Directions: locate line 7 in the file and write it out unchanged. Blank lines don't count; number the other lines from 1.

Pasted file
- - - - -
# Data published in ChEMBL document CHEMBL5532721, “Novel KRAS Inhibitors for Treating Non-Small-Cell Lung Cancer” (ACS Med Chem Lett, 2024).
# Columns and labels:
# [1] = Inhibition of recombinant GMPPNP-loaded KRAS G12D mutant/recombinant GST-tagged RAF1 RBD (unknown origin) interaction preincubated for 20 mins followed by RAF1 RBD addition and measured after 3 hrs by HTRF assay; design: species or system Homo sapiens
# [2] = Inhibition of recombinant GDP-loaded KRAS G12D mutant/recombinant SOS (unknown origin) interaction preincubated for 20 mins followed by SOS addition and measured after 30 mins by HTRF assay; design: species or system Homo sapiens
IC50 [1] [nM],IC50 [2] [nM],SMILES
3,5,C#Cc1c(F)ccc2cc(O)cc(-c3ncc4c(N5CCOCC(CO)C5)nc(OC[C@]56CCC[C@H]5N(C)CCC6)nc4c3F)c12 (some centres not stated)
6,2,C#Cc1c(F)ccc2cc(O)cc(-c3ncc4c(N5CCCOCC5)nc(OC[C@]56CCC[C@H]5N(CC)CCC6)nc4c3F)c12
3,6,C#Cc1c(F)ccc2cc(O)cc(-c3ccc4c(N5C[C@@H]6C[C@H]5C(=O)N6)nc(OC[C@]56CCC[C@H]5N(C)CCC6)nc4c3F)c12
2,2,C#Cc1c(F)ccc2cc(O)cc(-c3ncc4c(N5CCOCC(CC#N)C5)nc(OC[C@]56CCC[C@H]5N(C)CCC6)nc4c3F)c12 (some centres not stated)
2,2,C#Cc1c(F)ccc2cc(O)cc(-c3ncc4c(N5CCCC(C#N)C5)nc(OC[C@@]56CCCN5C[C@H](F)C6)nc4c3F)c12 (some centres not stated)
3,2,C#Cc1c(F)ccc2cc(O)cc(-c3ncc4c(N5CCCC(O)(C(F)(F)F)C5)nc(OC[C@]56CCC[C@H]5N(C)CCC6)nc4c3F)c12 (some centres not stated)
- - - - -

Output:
6,2,C#Cc1c(F)ccc2cc(O)cc(-c3ncc4c(N5CCCOCC5)nc(OC[C@]56CCC[C@H]5N(CC)CCC6)nc4c3F)c12